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Attitude of Gratitude–Day 32: Humility

Today, I’ve committed to writing my gratitude post about humility, though, admittedly, I am not 100% clear on the definition of the word itself. Perhaps because it’s one of those multi-faceted words that, as you begin to define it, evolves.

For me, humility often is associated with the quieting of the ego. It’s the force that de-puffs our chests and softens our footsteps and accepts our limitations. Being humble is also an act of gratitude and appreciation towards ourselves and others. A humble persons pays a compliment, lauds the successes of others, practices radical listening and does not make comparisons. What’s more, a humble person remains open to their surroundings. They embrace each moment with a sense of awe and wonder. They are connected to the gentle ebb and flow of the universe and remain in child-like wonder of the big picture.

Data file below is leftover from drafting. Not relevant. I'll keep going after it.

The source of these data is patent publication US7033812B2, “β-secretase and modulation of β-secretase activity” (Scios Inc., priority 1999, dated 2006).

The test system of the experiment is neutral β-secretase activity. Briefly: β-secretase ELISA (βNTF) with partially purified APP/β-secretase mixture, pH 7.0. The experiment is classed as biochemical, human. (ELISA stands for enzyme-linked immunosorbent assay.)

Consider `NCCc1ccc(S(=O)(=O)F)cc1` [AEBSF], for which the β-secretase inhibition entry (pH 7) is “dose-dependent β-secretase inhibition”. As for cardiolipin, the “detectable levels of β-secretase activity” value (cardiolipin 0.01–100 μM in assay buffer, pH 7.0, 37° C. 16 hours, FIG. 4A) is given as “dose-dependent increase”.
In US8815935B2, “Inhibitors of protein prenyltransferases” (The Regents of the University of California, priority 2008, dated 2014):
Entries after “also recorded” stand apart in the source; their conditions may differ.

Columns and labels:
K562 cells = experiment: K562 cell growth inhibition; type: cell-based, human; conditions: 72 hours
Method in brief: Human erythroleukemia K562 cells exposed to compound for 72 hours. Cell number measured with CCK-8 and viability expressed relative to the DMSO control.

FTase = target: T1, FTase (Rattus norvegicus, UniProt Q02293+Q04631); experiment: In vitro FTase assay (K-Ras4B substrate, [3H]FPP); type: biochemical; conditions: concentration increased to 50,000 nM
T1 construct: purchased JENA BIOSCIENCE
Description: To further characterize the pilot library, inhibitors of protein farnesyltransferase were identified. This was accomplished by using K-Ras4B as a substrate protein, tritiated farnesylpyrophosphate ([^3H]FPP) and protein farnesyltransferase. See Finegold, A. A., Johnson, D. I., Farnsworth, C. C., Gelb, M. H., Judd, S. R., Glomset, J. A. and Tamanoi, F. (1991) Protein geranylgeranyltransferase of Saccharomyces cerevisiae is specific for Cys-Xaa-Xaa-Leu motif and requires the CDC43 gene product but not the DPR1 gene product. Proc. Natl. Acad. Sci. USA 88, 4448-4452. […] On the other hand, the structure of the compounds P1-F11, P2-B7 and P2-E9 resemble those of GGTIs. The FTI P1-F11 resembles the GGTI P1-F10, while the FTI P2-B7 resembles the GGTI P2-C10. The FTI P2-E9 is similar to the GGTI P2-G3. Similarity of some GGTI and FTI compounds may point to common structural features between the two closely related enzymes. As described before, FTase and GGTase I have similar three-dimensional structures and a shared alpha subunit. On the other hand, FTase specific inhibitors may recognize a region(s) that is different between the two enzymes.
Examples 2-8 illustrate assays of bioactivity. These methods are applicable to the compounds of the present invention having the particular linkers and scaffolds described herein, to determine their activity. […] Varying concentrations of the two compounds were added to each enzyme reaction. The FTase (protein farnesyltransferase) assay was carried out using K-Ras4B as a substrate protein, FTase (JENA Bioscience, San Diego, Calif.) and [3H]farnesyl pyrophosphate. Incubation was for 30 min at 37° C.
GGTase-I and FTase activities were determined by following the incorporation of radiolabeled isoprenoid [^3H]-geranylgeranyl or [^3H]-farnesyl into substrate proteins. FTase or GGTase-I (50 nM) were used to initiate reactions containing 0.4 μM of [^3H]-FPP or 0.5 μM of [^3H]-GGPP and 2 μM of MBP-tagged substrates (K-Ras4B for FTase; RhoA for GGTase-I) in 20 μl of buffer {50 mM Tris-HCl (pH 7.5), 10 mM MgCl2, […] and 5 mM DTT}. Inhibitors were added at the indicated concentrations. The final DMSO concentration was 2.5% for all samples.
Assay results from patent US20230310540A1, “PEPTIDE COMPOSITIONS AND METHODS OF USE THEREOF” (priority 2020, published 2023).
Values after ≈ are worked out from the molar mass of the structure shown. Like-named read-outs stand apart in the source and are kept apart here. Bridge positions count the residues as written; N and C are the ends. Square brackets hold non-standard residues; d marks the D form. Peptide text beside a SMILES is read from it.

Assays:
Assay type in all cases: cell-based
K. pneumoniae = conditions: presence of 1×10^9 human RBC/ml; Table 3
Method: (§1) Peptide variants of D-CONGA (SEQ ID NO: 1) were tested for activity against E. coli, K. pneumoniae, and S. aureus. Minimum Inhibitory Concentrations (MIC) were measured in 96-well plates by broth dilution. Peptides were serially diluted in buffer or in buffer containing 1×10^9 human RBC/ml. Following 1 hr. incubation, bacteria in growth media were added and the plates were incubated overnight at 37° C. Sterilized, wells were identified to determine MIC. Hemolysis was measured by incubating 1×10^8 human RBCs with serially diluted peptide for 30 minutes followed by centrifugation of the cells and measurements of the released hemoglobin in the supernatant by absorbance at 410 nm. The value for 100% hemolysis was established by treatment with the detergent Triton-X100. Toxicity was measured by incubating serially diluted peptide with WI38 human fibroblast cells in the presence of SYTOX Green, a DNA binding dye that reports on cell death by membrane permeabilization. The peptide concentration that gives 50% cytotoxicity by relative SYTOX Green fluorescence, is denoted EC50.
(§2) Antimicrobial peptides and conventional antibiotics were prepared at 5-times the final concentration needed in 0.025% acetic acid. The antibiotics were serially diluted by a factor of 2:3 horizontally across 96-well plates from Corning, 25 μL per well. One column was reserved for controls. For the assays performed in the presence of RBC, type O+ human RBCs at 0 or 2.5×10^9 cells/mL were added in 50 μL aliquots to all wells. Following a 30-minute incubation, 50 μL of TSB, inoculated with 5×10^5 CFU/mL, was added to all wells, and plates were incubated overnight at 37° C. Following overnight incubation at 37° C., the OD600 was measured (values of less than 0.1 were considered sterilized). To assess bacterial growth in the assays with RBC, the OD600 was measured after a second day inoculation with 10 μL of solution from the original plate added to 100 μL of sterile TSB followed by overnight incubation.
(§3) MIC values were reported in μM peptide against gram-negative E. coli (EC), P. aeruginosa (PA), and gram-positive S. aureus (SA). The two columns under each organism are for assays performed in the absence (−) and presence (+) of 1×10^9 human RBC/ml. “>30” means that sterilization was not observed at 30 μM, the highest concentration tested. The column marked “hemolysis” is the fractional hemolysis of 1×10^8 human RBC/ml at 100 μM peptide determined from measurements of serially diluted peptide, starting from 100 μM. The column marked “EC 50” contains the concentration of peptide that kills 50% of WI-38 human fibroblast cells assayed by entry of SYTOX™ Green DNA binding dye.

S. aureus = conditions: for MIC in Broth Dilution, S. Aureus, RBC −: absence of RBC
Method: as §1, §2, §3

Practicing humility is not something that I often think to do. In our culture we’re not taught to be humble. We hoard and brag and strive to get ahead at the expense of others. Paradoxically, we’re taught from a young age not to hurt each other’s feelings so we feign humility by disguising our accomplishments. But this too, is an act of comparison, because it stems from the belief that my success will make you feel inadequate. The result is often times a silent party full of self-approval and the simultaneous down-putting of another person.